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PSYCH 212 Chapter 9 Notes

by: Julie Notetaker

PSYCH 212 Chapter 9 Notes Psych 212

Marketplace > Pennsylvania State University > Psychlogy > Psych 212 > PSYCH 212 Chapter 9 Notes
Julie Notetaker
Penn State
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Notes from Chapter 9 of "A Child's World-Infancy Through Adulthood" 13th Edition, by Martorell, Papalia, & Feldman
Developmental Psychology
Dr. Hunt
Class Notes
25 ?




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This 6 page Class Notes was uploaded by Julie Notetaker on Monday June 6, 2016. The Class Notes belongs to Psych 212 at Pennsylvania State University taught by Dr. Hunt in Summer 2016. Since its upload, it has received 12 views. For similar materials see Developmental Psychology in Psychlogy at Pennsylvania State University.

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Date Created: 06/06/16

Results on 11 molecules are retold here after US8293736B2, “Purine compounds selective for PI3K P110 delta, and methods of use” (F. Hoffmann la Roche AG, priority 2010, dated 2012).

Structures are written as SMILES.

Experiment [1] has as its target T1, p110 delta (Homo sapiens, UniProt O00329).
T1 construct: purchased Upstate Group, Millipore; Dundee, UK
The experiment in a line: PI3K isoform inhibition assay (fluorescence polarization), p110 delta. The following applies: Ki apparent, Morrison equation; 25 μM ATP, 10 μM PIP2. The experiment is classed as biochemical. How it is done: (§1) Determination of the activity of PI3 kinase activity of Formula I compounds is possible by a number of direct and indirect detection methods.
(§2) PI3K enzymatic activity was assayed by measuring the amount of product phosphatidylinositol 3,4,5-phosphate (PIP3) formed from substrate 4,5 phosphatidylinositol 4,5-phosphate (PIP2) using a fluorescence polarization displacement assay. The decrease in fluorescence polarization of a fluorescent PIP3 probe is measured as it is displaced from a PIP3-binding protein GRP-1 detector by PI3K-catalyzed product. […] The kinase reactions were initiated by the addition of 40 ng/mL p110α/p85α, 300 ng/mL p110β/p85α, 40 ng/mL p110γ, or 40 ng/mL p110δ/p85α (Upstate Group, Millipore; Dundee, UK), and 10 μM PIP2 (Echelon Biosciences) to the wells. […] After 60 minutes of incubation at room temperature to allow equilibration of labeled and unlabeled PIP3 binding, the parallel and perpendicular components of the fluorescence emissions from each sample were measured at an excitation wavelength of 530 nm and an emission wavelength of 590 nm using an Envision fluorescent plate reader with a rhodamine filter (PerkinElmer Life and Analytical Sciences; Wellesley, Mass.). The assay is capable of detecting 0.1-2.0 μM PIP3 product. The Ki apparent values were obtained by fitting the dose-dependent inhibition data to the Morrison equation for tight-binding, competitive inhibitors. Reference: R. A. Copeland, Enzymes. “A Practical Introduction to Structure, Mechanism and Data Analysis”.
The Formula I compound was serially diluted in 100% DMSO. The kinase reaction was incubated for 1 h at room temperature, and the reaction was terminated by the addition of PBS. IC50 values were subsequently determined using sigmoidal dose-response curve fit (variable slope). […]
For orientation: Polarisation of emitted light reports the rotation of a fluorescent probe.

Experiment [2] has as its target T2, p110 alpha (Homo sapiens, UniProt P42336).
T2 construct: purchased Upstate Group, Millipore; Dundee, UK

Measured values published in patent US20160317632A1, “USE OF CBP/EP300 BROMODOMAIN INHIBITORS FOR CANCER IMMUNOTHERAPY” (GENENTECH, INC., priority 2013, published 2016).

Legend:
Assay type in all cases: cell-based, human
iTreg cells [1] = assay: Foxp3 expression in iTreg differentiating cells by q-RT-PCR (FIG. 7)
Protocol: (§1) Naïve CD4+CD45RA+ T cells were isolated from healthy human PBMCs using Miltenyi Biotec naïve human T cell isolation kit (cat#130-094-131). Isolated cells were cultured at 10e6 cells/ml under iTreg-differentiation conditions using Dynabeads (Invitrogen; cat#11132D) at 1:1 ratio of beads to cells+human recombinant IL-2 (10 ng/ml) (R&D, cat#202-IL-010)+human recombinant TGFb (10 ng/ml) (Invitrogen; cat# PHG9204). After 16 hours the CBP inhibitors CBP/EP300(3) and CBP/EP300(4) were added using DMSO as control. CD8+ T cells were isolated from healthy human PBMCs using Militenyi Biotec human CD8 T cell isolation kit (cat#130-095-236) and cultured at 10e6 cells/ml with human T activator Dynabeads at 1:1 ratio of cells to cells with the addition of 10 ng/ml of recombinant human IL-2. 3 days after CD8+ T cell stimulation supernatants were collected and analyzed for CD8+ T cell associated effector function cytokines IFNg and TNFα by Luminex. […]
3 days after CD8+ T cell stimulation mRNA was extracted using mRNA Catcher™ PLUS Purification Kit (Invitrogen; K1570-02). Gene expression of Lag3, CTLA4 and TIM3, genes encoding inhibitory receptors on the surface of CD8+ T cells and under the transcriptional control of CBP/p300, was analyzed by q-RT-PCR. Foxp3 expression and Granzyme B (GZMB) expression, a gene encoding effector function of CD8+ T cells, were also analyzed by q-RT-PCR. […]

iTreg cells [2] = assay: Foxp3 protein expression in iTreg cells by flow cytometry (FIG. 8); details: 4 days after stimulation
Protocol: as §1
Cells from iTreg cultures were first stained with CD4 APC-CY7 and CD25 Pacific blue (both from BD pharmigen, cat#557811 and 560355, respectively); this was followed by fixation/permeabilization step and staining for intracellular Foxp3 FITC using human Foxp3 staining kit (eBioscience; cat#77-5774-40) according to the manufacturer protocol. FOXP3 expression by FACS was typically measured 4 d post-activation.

Aspects of physiological development Bodily growth and change  At age 3, children develop slender athletic appearance. Abdominal muscles develop, potbelly tightens, trunk, arms, and legs grow longer  At 3 years, girls typically 38 in, 30 lbs. Boys are a little taller and heavier  Boys have more muscle and girls have more fatty tissue  Annually children grow 2-3 in and 4-6 lbs.  Muscular and skeletal growth makes children stronger o Cartilage turns to bone at a faster rate than before, bones become harder, giving child firmer shape and protecting internal organs  Increased capacity of respiratory and circulatory systems build physical stamina  Developing immune system keeps children healthier Sleep patterns  Children sleep more deeply than they will later in life  In US, average is 11 hours of sleep by age 5  Bedtime may bring a form of separation anxiety o Consistent sleep routines can minimize problems o Transitional objects: favorite toys or blankets that help a child shift from dependency of infancy to independence of later childhood  Children accustomed to falling asleep while rocking or feeding may find it hard to sleep on their own  Sleep disorders o 1/10 parents of preschoolers say their child has a sleep problem o May be caused by accidental activation of brain’s motor control system, incomplete arousal from a deep sleep, disordered breathing, restless leg movements, ineffective parenting practices o Tend to run in families and are associated with separation anxiety o Most cases only occasional and usually are outgrown. Persistent problems may indicate an emotional, physiological, or neurological condition o Night terrors: child awakens abruptly early in the night from a deep sleep in a state of agitation. Child may scream, sit up, breathing rapidly and staring, or thrashing about. He is not awake, quiets down quickly, and next morning remembers nothing  Mostly ages 3-13  Boys more often than girls o Sleep walking/ talking are common in early and middle childhood  Best not to interrupt because it could confuse and frighten the child o Nightmares common in early childhood  Usually toward morning  Brought about by staying up too late, eating heavy meal close to bedtime, overexcitement  Frequent nightmares that make child fearful or anxious during waking hours may signal excessive stress o Enuresis: repeated urination in clothing or in bed  10-15% 5 year olds, mostly boys. More than half outgrow bedwetting by 8  Fewer than 1% have physical disorder  Runs in families  Many children are lacking in antidiuretic hormone, which concentrates urine during sleep. As a result, they produce more urine than their bladders can hold  Treatment most effective if delayed until child can understand instructions  Enuresis alarms have less than 50% success rate  Demopressin: a synthetic replacement for the hormone that reduces urine  Tolterodine: bladder control drug  If it persist past 8-10 may be related to poor self-concept or other psychological problems Brain development  At 3 years, brain is 90% of adult weight. By 6, 95%  3-6 most rapid brain growth occurs in frontal areas that regulate planning and goal setting  Synapses connecting neighboring neurons continue to form and density of synapses in prefrontal cortex peaks at 4  Myelin: fatty substance that coats the axons of nerve fibers and accelerates neural conduction o Myelination of pathways for hearing is completed  6-11, rapid growth occurs in areas that support associative thinking, language, and spatial relations  Corpus callosium: thick band of nerve fibers that connects both hemispheres of the brain and allows them to communicate with each other o Continues to be myelinized until age 15 allowing for more rapid and efficient integration between hemispheres and improves coordination of the sense, attention and arousal, and speech and hearing Motor development  Systems of action: increasingly complex combinations of skills that permit a range of movement and more control of the environment  Gross motor skills: physical skills that involve the large muscles o 3-year-olds  2.5 years begin to jump with both feet  Cannot turn or stop suddenly or quickly  Can jump a distance of 15-24 in  Can ascend a stairway alternating feet, unaided  Can hop, using largely an irregular series of jumps with some variations added o 4 year olds  Have more effective control of stopping, starting, and turning  Can jump a distance of 24-33 in  Can descend a long stairway alternating feet, if supported  Can hop 4-6 steps on one foot  Begin to gallop o 5 year olds  Can start, turn, and stop effectively in games  Can make a running jump 28-36 in  Can descend a long stairway alternating feet, unaided  Can easily hop a distance of 16 ft.  Gallop fairly well  Skipping 4-6 years o 6 year olds  6.5 years galloping mastered  Ready to take part in organized sports  Fine motor skills: physical skills that involve the small muscles and eye-hand coordination o 3-year olds  Pour milk into cereal bowl  Eat with silverware  Use toilet alone  Draw a circle and rudimentary person without arms o 4-year-olds  Dress with help  Cut along a line  Draw fairly complete person  Make designs and crude letters  Fold paper into double triangle o 5 year olds  Dress without much help  Copy square or triangle  Draw more elaborate person  Develop best when: o Can be active at appropriate maturation level in unstructured free play o Opportunity to climb and jump on safe properly sized equipment o Providing balls and other toys small enough to be grasped easily and soft enough not to be harmful o Offer gentle coaching when child needs help  Handedness: preference for using a particular hand, evident at age 3 o Left hemisphere, which controls right side, is usually dominant, so most people favor right side o In people whose brains are more functionally symmetrical, right hemisphere tends to dominate, making them left handed o Boys more likely to be left handed o Gene variants, LBW, difficult deliveries associated with left handedness  Artistic development o Rhoda Kellogg found universal progression reflecting maturation of the brain and muscles  2 year olds scribble, not randomly but in patterns such as vertical and zig zag lines  3 year olds draw shapes and then begin combing shapes into more complex designs  Pictorial stage, begins 4-5, switch from abstract from and design to depicting real objects  Less adult involvement is better. Asking what drawings mean may encourage greater pictorial accuracy but stifle energy and freedom they show in efforts  Not universal o Vygotsky saw development of drawing skills as occurring in the context of social interactions. Children pick up features of adult drawing that are within their zone of proximal development  Children learn by looking at and talking about each other’s drawings o Chinese parents provide instructions and models for children and tend to be more artistically advanced Health and Safety  Worldwide, 4 major causes of death are pneumonia, diarrhea, malaria, and neonatal sepsis. Pneumonia kills more than any other disease  In some African countries, AIDS is responsible for 60% child deaths, often children who lost mothers to disease  In most countries boys are more likely to die than girls o In china, girls have 33% greater risk of dying due to abandonment, infanticide, or benign neglect  Nutrition o By age 2, healthy dies is primarily fruits and vegetables, whole grains, low-fat and nonfat dairy products, beans, fish, and lean meats o 12% of US 5 year olds are in 95 percentile for BMI, another 12% were above 85 th percentile o Tendency toward obesity can be hereditary but main factor is environment o As growth slows, preschoolers need fewer calories in proportion to their weight than they did before o Each hour of TV above 2/day increased likelihood of obesity at age 30 by 7% o Healthy eating habits  1-2 years old can drink 2% milk if they are at risk of overweight. After 2 they can drink skim  Do not force preschoolers to clean plates  Should only get 30% of calories from fat, and no more than 1/3 from saturated fat  Lean meat and dairy foods provide protein, iron, and calcium  Dairy products should be skim or low fat  Parents, not children, should choose mealtime  Serve portions appropriate to child’s size and age  Serve simple, easily identifiable foods  Serve finger foods as often as possible  Introduce only one new food at a time, along with familiar food the child likes  After a reasonable time, remove the food and do not serve more until next meal  Give child a choice of foods with similar nutrients: rye or whole wheat bread, peach or apple  Encourage child to help prepare food  Limit snacking while watching TV, discourage nutrient poor foods  Make food appealing for kids with garnishes or toys  Don’t fight rituals in which a child eats foods one at a time, in a certain order  Have regular family meals. Make mealtimes pleasant with conversation about interesting topics, keep talking about eating itself to a minimum o Undernutrition  Food insecurity: availability of future food is uncertain, the amount and kind of food required for a healthy lifestyle is insufficient, or individuals must resort to socially unacceptable ways to acquire food  Moderate levels of food insecurity and lower quality diet have been linked to poor health, decreased learning capabilities, lowered motivational levels, and increased anxiety and depression  Some effects of malnutrition can be lessened with improved diet but more so with an enriched environment and early education o Allergies: abnormal immune system response to a specific food  Symptoms range from tingling in mouth, hives, shortness of breath, death  90% of allergies are to milk, eggs, peanuts, tree nuts, fish, soy, and wheat  More prevalent in children than adults, and children often outgrow these allergies  Increase in food allergies over past 10 years  Changes in diet, how foods are processed, decreased vitamin D based on less exposure to sun have suggested contributors  Theory that society is too clean and children’s immune systems are less mature because they are not exposed to enough dirt and germs  Oral health o By 3, the primary (baby) teeth are in place and permanent teeth are developing o Permanent teeth begin to appear at age 6 o If children stop sucking on thumbs before age 4 their permanent teeth will not likely be affected o Fluoride and improved dental care have reduced incidence of tooth decay since 70s but disadvantaged children have more untreated cavities than other children o Tooth decay in early child usually stems from overconsumption of sweetened milk ad juices in infancy together with a lack of regular dental care  Worst effects found in children who take bottles to bed with them  Accidental injuries and deaths o Some children are risk prone  A study of 5-6 year olds who tended to take risks in a gambling game were more likely to say it was safe to cross a busy street between cars without a traffic light or crosswalk o Airbags increase the risk of fatal injury to children under 13 who are riding in front seat o Most deaths from injury’s occur in the home: fires, drowning in tub, suffocation, poisoning, falls o US laws for childproof caps, regulation of product safety, car seats, mandatory helmets, safe storage of fire arms and medicines have improved safety  Environmental influences o SES and Race  The lower the SES, the greater risk of illness, injury, and death  Poor children are more likely to have chronic conditions, activity limitations, lack health insurance, and to have unmet medical and dental needs  Medicaid: government program that provides medical assistance to eligible low income persons and families  State Children’s Health Insurance Program SCHIP 1997, to help states extend health care coverage to uninsured children in poor and near-poor families. In 2009 this was extended and became CHIP  Access to quality healthcare is particular problem for black and Latino children  Asian American children are better in health than white children but are less likely to access and use healthcare o Homelessness  Families now makeup 33% of homeless population. Many headed by single mothers in 20s, often felling domestic violence  Children are more likely to suffer more health problems and die in infancy.  3x more likely to lack immunizations and 2-3x more likely to have iron deficiency anemia  Higher rates of diarrhea, respiratory, skin, eye, and ear infections, asthma, and other chronic diseases  Severe depression and anxiety  Neurological and visual deficits, developmental delays, behavior problems, and learning difficulties  Half of children do not go to school, and if they do they tend to have problems  Do poorly on standardized reading and math tests, likely to repeat grade or be placed in special classes o Exposure to toxins  Potential damage caused by exposure to tobacco smoke is greatest in early years of life  Increased risk of respiratory infections such as bronchitis and pneumonia, ear problems, worsened asthma, and slowed lung growth  Air pollution associated with increased risks of death and chronic respiratory disease  May play role in certain cancers, neurological disorders, ADHD, mental retardation  In 2006, 55% of US children up to age 17 lived in counties that failed to meet national air quality standards  Children more vulnerable than adults to chronic pesticide damage  Exposure is greater in children in agricultural and inner-city families  More than half of all pesticide poisonings occur in children younger than 6  Children can get elevated concentrations of lead from lead-contaminated food or water, airborne industrial wastes, putting contaminated fingers in their mouths, or from inhaling dust or playing with paint chips in homes or schools with lead based paint  No safe level of exposure to lead  Can interfere with cognitive development and lead to neurological and behavioral problems  Very high levels may cause headaches, abdominal pain, loss of appetite, agitation, or lethargy and eventually vomiting, stupor, and convulsions  Median blood lead levels have dropped 89% in US since 1980 due to laws mandating removal of lead from gasoline and paints and reducing smokestack emissions  Longitudinal study showed that treatment of lead-exposed children decreased blood concentrations but proved ineffective in improving psychological, behavioral, and cognitive functioning